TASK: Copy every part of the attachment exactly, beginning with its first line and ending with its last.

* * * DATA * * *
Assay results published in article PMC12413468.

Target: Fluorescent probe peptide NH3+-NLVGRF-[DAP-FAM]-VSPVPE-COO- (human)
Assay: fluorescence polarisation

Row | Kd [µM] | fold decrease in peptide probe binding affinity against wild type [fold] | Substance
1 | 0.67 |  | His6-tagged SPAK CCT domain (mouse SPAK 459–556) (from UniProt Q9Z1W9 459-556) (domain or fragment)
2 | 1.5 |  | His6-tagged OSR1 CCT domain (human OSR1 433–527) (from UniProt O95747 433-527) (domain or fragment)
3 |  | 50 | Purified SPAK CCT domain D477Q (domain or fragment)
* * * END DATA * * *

Assay results published in article PMC12413468.

Target: Fluorescent probe peptide NH3+-NLVGRF-[DAP-FAM]-VSPVPE-COO- (human)
Assay: fluorescence polarisation

Row | Kd [µM] | fold decrease in peptide probe binding affinity against wild type [fold] | Substance
1 | 0.67 |  | His6-tagged SPAK CCT domain (mouse SPAK 459–556) (from UniProt Q9Z1W9 459-556) (domain or fragment)
2 | 1.5 |  | His6-tagged OSR1 CCT domain (human OSR1 433–527) (from UniProt O95747 433-527) (domain or fragment)
3 |  | 50 | Purified SPAK CCT domain D477Q (domain or fragment)